VIVIEN WOO - Institute of Medical Biology, A*STAR

Functional Characterization of Keratin 14 Phosphorylation in the Head Domain

1030-1100

- BREAK -

1100-1130

FOOK TIM CHEW – Dept of Biological Sciences, National University of Singapore

Genetic variations influencing skin barrier functions in the Singapore population

1130-1200

HUIJIA CHEN - Institute of Medical Biology, A*STAR

Filaggrin and atopic dermatitis in Europe vs Singapore

1200-1230

JIANJUN LIU – Genome Institute of Singapore, A*STAR

Genetic Dissection of Psoriasis Susceptibility through Genome-wide Association Study (GWAS)

1230-1400

- LUNCH -

Session VI

HAIR FOLLICLE BIOLOGY – COSMETIC OR MEDICAL?

(Chair: Ralf Paus )

1400-1430

MIKE PHILPOTT – Centre for Cutaneous Research, QMUL, London, UK

Oxidative stress and cell senescence in androgenetic alopecia (AGA) and the development of immortalised cell lines and three-dimensional histiotypic models

1430-1500

AXEL HILLMER – Genome Institute of Singapore, A*STAR

Genetics of male pattern baldness: new risk loci and association with other phenotypes

1500-1530

- BREAK -

1530-1600

RALF PAUS - University of Manchester, UK & University of Lübeck, Germany

Frontiers in epithelial neuroendocrinology: leads and lessons from the human hair follicle

1600-1630

COLIN JAHODA – School of Biological and Biomedical Sciences, University of Durham, UK

Applications of hair follicle dermal cells to skin regeneration and disease

1630-1700

PANEL DISCUSSION ON SESSIONS V/VI:

the appliance of science

1700

POSTER PRIZES

1715

- close of meeting -

Annex B

The Skin Biology Cluster Platform

Lead: Birgit Lane

Project Managers: Delina Swee, John Common

Strategic Alliances Manager: Liz Jazwinska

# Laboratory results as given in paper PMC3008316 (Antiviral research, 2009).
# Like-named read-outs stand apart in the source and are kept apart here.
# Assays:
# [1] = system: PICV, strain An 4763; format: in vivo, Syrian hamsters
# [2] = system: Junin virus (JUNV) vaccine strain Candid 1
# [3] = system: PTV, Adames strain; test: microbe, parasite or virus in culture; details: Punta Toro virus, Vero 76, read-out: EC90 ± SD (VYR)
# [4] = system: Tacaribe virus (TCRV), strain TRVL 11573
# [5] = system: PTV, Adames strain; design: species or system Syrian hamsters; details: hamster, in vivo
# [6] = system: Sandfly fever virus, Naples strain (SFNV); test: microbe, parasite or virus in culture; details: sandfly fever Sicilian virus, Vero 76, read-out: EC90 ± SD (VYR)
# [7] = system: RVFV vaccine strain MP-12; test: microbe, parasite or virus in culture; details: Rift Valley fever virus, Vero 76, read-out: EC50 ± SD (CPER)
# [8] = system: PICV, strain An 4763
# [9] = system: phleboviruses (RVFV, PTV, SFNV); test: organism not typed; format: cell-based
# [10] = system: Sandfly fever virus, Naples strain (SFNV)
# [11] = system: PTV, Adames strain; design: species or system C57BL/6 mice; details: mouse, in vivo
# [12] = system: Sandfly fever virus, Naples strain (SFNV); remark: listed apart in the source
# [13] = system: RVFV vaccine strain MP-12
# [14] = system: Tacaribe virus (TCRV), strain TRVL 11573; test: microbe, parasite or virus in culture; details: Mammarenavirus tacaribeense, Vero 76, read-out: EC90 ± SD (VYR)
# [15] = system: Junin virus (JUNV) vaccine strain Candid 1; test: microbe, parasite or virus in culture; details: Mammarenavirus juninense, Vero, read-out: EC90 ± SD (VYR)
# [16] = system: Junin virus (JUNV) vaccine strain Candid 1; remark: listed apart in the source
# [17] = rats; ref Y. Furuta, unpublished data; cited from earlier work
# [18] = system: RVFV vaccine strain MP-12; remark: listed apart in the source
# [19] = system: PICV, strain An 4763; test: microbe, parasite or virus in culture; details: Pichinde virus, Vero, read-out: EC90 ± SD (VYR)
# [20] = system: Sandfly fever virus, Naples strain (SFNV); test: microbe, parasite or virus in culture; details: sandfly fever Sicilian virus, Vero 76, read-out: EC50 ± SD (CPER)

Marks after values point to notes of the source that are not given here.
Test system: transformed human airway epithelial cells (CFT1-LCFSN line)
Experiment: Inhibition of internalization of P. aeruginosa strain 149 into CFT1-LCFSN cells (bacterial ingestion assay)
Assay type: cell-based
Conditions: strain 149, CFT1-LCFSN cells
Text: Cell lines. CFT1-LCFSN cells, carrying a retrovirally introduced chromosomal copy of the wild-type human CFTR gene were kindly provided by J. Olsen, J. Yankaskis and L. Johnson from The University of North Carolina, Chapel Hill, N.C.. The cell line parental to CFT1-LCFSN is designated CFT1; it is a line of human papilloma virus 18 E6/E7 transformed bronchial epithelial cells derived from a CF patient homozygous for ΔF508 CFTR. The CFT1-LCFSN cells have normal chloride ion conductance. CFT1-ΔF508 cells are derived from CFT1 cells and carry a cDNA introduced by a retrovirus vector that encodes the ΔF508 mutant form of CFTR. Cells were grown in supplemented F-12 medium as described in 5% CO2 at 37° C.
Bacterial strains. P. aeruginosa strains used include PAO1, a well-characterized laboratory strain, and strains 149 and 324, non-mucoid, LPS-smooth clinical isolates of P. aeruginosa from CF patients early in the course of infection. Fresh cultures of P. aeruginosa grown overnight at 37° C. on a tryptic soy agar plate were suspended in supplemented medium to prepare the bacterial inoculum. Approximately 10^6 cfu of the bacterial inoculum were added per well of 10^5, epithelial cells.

Core Researchers: Scientists within IMB, IMCB, GIS, SIgN, BII

Collaborative Cluster Additional teams from the above, plus several researchers from IBN, SICS, SBIC, NSC, NUS, NUHS, SGH

The Skin Biology Cluster is a technology platform within the Biomedical Research Council of A*STAR, built on a growing common interest in skin biology research and its applications. Its purpose is to enhance interactions between A*STAR scientists and relevant potential industry research partners. By fostering collaborative research and development in skin biology, the platform promotes interactions between scientists and healthcare professionals and the pharmaceutical and healthcare industries in Singapore.

A concerted and robust research and development effort in skin biology is central to the shaping of practical skin science and medicine in Singapore. New knowledge and understanding leads to new ideas, new practical applications and improved quality of life and wellbeing for Singapore and the region.

The three components of the Skin Biology Cluster are designed to facilitate and accelerate different stages of the translational skin research process:

A. The Skin Resource Centre

Develops biotechnology tools and capabilities for data collection on Asian skin, and optimal test systems for skin biology. The team also functions as an access point for skin research partners to other BMRC capabilities (e.g. full spectrum microscopy, molecular pathology, genomics, high throughput assays).

B. The Skin Discovery Initiative

Promotes a portfolio of research projects specifically targeted at areas posing challenges to industry and medicine. Currently includes research projects on skin barrier function (e.g. genetics and culture models for eczema and related disorders) and skin ageing (including wound healing, DNA damage, pain, inflammation and itch).

C. The Skin Cluster

Facilitates meetings to help interaction of companies and BMRC scientists with the aim of understanding each other’s developing needs, capabilities and interests. Ranges from brainstorming sessions to workshops, symposia and conferences, ranging from the Singapore Skin Club meetings to the UK-Singapore Translational Skin Biology Symposium in December 2012.


Read at BioSpace.com